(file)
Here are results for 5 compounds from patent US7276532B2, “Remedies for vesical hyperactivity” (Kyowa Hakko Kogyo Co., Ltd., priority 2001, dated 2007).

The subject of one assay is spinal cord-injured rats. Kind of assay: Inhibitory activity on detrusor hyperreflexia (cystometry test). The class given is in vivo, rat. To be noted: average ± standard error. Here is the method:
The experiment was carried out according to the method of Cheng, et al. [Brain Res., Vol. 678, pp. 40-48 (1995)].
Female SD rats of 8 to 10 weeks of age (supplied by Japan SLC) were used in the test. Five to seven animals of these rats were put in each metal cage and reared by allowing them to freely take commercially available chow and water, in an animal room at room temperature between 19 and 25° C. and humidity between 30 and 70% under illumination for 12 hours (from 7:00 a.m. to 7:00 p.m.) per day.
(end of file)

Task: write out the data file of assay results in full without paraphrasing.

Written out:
Here are results for 5 compounds from patent US7276532B2, “Remedies for vesical hyperactivity” (Kyowa Hakko Kogyo Co., Ltd., priority 2001, dated 2007).

The subject of one assay is spinal cord-injured rats. Kind of assay: Inhibitory activity on detrusor hyperreflexia (cystometry test). The class given is in vivo, rat. To be noted: average ± standard error. Here is the method:
The experiment was carried out according to the method of Cheng, et al. [Brain Res., Vol. 678, pp. 40-48 (1995)].
Female SD rats of 8 to 10 weeks of age (supplied by Japan SLC) were used in the test. Five to seven animals of these rats were put in each metal cage and reared by allowing them to freely take commercially available chow and water, in an animal room at room temperature between 19 and 25° C. and humidity between 30 and 70% under illumination for 12 hours (from 7:00 a.m. to 7:00 p.m.) per day.